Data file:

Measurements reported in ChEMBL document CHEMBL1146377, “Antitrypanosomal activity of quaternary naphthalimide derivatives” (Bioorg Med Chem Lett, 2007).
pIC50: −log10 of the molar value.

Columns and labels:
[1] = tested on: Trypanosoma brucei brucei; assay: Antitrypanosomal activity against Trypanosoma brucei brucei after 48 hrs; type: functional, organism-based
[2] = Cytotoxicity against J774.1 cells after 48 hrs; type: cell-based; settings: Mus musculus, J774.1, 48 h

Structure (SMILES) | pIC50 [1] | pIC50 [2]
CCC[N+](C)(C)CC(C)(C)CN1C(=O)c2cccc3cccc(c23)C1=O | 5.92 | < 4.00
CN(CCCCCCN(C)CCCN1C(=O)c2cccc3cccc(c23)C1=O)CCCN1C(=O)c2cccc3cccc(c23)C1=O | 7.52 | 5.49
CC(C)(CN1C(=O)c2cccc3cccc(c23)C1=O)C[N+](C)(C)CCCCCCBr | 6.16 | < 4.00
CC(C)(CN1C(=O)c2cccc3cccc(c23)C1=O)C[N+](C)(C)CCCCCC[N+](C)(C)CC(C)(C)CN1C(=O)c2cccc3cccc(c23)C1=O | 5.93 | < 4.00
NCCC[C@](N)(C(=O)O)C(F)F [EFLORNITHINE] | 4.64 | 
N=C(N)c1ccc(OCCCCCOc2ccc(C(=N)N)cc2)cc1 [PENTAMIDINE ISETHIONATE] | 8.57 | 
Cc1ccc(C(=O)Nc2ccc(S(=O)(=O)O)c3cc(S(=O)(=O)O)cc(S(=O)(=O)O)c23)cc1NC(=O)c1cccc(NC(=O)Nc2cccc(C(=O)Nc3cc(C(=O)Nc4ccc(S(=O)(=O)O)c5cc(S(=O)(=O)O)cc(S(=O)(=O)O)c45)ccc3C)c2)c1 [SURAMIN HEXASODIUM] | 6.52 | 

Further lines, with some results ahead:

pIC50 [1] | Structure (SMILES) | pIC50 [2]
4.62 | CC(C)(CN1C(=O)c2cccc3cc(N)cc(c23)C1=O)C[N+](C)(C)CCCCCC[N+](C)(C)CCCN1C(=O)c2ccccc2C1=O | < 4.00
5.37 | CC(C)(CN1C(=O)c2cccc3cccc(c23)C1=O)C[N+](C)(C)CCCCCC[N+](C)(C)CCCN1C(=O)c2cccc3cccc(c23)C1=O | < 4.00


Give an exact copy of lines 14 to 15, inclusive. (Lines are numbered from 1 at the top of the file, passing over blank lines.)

Further lines, with some results ahead:

pIC50 [1] | Structure (SMILES) | pIC50 [2]